Moore's thirst for a better farm system was unquenchable—and it seemed directly at odds with the way he haphazardly built the major league team in those early years. "Dayton always knew that there was only so far he could get signing free agents and making trades," one friend said. "He tried to build competitive teams, and it definitely bothered him when those teams kept losing. But he knew that there was only so much he could do with the talent he had on the big league team. His heart was in building the future."
It does seem true that Moore's biggest goal with the major league club was to keep everyone distracted long enough to allow the young players to blossom. And yes, he could have done better with the distraction part of the plan. "This is the only way I know for a team like Kansas City to win," Moore said before the 2011 season. "The problem is that this way takes tremendous patience and it's easy to abandon the plan. The team starts losing, and you want to trade away prospects to win a few more games. A prospect goes through a bad stretch, you wonder if maybe you were wrong about him. The thing I kept thinking all along was, 'We're doing this the right way. We're doing it with good people. At the end of the day we're going to win.'"
Believe it or not, nobody in 2011 knew how it would all turn out. Sure, everyone knew the Royals had this great minor league system. But great minor league systems don't always lead to great success. The Diamondbacks had a great system in the mid-2000s, and it didn't work out. Ill-advised trades featuring Carlos Quentin and Carlos Gonzalez and the bumpy early careers of Conor Jackson, Stephen Drew and Justin Upton made Arizona a noncontender. "A team cannot win with simply a great minor league system," one baseball executive said that spring of 2011. "The team has to make smart big league decisions. They have to trade some of those prospects for useful major league players. They have to mix in a few good players that fit. The Royals have done a magnificent job building the system. But the job isn't close to done."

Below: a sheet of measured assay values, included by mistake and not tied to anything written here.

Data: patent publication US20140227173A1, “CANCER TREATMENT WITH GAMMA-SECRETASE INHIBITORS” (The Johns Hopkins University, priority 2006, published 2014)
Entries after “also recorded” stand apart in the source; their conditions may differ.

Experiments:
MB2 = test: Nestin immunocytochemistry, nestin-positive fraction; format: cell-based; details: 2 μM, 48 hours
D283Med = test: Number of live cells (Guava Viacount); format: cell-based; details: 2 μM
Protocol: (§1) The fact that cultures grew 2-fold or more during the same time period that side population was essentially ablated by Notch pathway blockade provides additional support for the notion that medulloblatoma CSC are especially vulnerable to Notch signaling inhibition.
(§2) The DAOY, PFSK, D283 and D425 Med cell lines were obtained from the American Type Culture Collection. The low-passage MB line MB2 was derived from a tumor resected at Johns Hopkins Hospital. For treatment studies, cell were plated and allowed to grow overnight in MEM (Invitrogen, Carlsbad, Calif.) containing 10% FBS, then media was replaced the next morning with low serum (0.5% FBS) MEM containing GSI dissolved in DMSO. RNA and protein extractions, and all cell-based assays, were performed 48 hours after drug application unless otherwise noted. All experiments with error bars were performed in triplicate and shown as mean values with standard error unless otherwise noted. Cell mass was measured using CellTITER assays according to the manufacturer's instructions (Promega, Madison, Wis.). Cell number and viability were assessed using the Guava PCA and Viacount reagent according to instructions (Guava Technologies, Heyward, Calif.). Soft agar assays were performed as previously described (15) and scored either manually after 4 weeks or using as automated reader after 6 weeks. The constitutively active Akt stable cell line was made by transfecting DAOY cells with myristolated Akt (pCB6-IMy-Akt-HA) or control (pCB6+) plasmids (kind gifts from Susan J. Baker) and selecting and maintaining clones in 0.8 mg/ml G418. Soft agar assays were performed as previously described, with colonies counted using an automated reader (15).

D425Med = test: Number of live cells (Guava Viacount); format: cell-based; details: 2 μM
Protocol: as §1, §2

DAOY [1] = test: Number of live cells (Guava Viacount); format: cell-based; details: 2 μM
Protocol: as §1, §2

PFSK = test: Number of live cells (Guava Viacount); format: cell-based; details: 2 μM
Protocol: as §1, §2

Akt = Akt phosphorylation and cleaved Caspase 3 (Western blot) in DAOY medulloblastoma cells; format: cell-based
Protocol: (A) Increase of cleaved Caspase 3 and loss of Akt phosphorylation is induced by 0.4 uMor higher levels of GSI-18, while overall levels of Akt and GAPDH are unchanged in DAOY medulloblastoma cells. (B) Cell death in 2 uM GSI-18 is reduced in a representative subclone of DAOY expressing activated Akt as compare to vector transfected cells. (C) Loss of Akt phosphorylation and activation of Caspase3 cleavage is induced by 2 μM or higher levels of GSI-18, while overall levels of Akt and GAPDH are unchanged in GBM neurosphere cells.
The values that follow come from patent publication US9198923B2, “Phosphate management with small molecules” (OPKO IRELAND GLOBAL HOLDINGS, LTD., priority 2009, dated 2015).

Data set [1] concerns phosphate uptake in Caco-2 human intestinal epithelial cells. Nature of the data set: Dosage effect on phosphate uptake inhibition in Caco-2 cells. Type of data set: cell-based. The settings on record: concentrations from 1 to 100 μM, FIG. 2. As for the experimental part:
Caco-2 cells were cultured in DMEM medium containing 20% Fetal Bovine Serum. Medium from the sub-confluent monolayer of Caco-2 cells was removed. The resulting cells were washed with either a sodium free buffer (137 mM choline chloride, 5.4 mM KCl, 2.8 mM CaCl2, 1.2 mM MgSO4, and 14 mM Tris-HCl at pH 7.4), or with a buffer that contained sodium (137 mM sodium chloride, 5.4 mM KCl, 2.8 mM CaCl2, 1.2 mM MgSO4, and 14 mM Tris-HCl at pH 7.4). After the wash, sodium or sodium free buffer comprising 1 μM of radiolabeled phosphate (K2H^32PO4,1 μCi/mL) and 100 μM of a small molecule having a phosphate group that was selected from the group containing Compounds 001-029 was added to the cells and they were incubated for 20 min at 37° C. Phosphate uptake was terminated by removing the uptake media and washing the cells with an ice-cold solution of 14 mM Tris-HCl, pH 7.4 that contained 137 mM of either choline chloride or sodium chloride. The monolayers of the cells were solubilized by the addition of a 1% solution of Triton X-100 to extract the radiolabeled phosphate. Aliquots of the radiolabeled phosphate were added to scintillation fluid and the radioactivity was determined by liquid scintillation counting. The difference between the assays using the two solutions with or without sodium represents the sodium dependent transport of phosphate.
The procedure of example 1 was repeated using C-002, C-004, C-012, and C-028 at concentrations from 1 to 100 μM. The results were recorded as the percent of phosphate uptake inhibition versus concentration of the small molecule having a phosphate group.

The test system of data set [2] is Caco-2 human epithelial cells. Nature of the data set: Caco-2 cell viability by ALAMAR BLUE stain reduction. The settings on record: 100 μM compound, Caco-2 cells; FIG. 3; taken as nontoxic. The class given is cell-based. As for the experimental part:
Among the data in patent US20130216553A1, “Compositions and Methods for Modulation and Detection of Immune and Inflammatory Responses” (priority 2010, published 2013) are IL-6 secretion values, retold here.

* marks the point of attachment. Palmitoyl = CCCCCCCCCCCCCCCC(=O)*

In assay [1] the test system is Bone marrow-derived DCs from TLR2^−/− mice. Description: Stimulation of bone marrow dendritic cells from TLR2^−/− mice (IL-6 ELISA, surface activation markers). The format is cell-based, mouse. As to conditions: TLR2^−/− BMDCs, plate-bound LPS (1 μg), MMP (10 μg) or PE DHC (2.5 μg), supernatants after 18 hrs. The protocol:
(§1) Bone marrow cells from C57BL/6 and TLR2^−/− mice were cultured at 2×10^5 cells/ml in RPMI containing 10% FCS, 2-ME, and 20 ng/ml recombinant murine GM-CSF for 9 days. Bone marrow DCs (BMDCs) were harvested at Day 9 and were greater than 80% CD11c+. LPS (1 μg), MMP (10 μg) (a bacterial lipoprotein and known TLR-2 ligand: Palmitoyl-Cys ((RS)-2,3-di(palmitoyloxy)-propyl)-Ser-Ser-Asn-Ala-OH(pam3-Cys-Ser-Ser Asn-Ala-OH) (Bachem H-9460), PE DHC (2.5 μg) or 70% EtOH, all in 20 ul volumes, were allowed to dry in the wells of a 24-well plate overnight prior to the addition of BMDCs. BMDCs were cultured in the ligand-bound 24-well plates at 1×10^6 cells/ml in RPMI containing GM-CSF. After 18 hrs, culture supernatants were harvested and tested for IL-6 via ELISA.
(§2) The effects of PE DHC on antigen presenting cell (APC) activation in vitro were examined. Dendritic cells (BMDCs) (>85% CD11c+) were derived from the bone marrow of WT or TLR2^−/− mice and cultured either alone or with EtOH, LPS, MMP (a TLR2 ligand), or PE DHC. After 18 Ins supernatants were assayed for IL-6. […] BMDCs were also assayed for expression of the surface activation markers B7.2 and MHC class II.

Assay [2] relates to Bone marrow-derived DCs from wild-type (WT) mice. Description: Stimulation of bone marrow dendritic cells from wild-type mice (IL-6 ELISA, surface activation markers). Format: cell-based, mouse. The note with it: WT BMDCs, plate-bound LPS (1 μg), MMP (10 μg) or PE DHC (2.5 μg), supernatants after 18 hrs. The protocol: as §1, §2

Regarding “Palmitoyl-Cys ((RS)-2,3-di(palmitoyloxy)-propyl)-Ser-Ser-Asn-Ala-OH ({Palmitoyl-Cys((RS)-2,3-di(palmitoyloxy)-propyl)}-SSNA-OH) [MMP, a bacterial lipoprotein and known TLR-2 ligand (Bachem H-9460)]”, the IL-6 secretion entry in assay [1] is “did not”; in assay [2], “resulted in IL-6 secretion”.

Moore knew that. In May 2010 he fired Hillman and installed manager Ned Yost, who had been the manager in Milwaukee when gifted young players such as Rickie Weeks and Prince Fielder and Ryan Braun were coming up. Moore planned to bring up the prospects slowly, hoping to have Hosmer compete for a job in camp in '11 (he had six hits and two homers in his first 14 at bats that spring), hoping to have Moustakas and a couple of the pitchers up by the end of that season. "We finally have our head above water," he said then. "Now we have to let things play out. We don't want to rush anybody, and we don't want to hold anybody back. We just want to do the things that will turn this team into a winner."
We now know that happened: In the latter half of the decade the Royals won multiple World Series and became America's team. Kauffman Stadium filled up with Hollywood stars (actor and longtime fan Paul Rudd finally had company), every other team tried to follow their model. (The book Daytonball spent 23 weeks on The New York Times best-seller list.) And because we know that happened, it's hard to go back in time and remember just how bad the Royals were.
"There was only one way to do it," Picollo said in 2011, when all that success was still a dream. "Dayton realized that, and he brought in a lot of other people who realized it too."
When Moore arrived in Kansas City, one of the first things he announced was that he would love to have a World Series parade go through the Country Club Plaza, a shopping district in the middle of town. In 2015, when the Royals won their first Series in 30 years, the parade indeed happened. It featured car after car, rolling along the road, close enough to touch for more than 200,000 people who had long thought the day would never happen. The flying car wasn't invented until later.